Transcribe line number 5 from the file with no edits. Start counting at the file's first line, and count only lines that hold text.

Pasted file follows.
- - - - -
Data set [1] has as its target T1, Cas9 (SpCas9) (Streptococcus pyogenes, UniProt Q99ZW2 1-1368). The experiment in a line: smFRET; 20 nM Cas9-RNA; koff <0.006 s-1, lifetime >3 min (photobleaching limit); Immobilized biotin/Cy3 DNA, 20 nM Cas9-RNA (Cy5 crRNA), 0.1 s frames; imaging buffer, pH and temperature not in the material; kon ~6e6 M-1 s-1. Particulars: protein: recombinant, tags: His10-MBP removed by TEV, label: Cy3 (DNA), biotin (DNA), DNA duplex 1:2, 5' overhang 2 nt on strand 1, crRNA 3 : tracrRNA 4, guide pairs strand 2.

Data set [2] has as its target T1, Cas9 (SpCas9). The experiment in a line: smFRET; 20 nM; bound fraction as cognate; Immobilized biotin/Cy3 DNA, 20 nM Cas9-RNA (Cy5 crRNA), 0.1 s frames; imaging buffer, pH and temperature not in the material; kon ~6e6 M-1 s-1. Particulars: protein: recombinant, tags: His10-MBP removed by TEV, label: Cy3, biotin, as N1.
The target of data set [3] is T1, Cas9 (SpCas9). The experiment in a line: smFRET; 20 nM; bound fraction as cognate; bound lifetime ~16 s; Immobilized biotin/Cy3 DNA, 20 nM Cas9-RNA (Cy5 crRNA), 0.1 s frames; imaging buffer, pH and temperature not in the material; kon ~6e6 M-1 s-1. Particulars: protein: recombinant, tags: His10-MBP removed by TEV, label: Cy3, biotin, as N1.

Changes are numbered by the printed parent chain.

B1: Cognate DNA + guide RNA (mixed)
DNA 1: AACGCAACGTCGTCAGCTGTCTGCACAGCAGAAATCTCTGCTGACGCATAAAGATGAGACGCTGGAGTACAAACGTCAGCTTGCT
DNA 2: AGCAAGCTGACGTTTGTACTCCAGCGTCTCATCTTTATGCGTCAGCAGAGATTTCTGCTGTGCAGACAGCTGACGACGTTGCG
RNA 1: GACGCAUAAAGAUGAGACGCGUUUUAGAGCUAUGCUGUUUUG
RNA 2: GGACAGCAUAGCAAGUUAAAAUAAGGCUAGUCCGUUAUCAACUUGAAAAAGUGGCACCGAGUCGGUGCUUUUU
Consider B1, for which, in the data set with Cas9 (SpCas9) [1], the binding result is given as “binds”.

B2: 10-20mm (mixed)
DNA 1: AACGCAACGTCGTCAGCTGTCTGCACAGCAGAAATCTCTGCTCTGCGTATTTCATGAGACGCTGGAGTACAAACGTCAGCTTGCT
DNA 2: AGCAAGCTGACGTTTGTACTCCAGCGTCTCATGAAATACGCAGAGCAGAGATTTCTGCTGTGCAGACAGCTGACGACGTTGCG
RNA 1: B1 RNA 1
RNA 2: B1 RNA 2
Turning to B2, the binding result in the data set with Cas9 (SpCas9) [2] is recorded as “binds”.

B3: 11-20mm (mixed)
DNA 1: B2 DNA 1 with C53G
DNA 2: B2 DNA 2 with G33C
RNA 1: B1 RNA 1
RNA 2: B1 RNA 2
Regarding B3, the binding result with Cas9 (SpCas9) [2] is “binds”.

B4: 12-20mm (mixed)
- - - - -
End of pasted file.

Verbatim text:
B1: Cognate DNA + guide RNA (mixed)